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City hall rejects developer's plan for Parker lands

Parker Lands developer Andrew Marquess of Gem Equities speaks at a city community committee meeting at city hall Tuesday.

JOHN WOODS / WINNIPEG FREE PRESS

Parker Lands developer Andrew Marquess of Gem Equities speaks at a city community committee meeting at city hall Tuesday.

Hey there, time traveller!
This article was published 13/11/2018 (570 days ago), so information in it may no longer be current.

Developer Andrew Marquess struck out at city hall again but he said he’s not giving up on his Parker Lands redevelopment project.

Councillors on the city centre community committee Tuesday night unanimously agreed with an administrative recommendation to reject Marquess’ secondary plan for the 133-acre Parker Lands site, saying it wasn’t ready for council’s consideration.

But Marquess said he’ll continue to press councillors as the committee’s recommendation winds its way through the city hall.

Committee approves Uptown Lanes plan

A plan to redevelop the former Academy Uptown Lanes building into a mixed residential, office and retail use was approved at city hall Tuesday night.

Councillors on the city centre community committee endorsed a rezoning for the 394 Academy Road property, along with package of amendments dealing with parking provisions.

A plan to redevelop the former Academy Uptown Lanes building into a mixed residential, office and retail use was approved at city hall Tuesday night.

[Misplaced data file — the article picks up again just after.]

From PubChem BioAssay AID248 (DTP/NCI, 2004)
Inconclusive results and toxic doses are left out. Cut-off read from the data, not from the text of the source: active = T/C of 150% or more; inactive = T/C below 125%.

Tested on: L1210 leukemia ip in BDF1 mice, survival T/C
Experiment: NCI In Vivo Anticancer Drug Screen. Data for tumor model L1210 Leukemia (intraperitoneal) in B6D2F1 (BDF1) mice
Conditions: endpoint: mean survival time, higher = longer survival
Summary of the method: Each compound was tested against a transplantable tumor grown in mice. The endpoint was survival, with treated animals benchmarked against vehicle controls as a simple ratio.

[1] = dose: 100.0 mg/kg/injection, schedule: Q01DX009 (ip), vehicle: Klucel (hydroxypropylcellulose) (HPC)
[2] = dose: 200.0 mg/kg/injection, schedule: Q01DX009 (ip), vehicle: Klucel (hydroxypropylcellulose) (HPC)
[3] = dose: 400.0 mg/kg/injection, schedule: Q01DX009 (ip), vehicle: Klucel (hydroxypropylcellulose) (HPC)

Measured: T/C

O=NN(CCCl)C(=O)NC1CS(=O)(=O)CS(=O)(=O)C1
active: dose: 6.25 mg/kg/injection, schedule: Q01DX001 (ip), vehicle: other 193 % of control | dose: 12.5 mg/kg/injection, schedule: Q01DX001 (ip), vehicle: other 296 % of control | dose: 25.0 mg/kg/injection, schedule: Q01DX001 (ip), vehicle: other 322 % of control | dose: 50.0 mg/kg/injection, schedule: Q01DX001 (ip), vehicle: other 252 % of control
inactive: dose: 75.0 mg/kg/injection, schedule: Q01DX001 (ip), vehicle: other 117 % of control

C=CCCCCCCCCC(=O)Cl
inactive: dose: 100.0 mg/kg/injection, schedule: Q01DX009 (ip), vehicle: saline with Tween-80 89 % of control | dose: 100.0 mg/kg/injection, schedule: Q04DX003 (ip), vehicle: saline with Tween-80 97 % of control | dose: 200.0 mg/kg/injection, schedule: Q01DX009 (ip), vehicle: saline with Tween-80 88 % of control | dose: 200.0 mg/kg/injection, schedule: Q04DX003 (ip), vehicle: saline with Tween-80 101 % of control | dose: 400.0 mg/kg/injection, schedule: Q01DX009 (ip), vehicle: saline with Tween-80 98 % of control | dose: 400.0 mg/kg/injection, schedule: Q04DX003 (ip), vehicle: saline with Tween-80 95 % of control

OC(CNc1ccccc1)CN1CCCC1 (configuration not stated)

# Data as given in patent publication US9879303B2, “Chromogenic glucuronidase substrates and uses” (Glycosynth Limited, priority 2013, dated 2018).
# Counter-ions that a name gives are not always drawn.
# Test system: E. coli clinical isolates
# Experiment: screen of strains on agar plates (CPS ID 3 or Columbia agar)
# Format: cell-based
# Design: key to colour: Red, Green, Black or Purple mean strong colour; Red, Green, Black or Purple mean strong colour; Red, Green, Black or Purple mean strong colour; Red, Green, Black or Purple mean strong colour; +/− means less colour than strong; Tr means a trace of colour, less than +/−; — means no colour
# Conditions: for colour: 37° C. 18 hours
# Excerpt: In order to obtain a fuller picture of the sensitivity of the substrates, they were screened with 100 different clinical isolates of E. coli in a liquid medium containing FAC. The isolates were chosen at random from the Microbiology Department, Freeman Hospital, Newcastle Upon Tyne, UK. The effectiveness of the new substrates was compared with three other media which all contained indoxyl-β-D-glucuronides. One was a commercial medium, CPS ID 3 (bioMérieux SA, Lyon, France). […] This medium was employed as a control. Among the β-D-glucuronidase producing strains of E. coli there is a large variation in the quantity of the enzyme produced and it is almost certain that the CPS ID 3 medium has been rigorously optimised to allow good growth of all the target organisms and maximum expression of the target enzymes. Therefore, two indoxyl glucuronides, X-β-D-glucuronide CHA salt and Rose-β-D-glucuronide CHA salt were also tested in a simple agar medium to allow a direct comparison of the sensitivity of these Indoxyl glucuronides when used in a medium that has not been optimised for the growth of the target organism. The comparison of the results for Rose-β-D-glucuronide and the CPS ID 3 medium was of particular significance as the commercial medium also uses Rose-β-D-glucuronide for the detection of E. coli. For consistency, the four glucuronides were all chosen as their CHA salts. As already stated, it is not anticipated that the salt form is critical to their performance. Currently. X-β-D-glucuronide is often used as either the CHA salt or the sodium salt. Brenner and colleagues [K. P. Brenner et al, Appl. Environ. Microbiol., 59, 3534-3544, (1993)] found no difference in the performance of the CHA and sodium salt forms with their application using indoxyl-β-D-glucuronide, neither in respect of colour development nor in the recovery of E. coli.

Councillors on the city centre community committee endorsed a rezoning for the 394 Academy Road property, along with package of amendments dealing with parking provisions.

The project involves maintaining the exterior of the heritage building, built in 1931, but gutting the interior to accommodate 23 residential units on the third floor, with four office units on the second floor and two ground-floor retail units.

The city’s planning department supports the project.

The project was opposed by five area residents, who felt the developer was creating too many rental units which would alter the character of the neighbourhood.

An administrative report states the committee’s decision on the plans is final but appeals to the decision can be made to council's appeal committee.

"My hope is that council will overturn what happened here today," Marquess told reporters.

Marquess had come to city hall hoping the three councillors (Cindy Gilroy, John Orlikow, Sherri Rollins) on the city centre committee would have endorsed the secondary plan for the Parker Lands and a rezoning that would have allowed Marquess to develop his Fulton Grove project – a 1,900-unit residential development on the 47 acres of land he owns within the Parker property.

The secondary plan is required to be drawn up by a developer for a large tract of vacant land before any individual developments can take place.

The committee later also rejected a rezoning application for the Fulton Grove project, agreeing with the administration's objections, which included that fewer residential units would be best for the site and rezoning shouldn't be considered until there is an approved secondary plan.

Coun. John Orlikow said he couldn’t support the rezoning as it had been presented.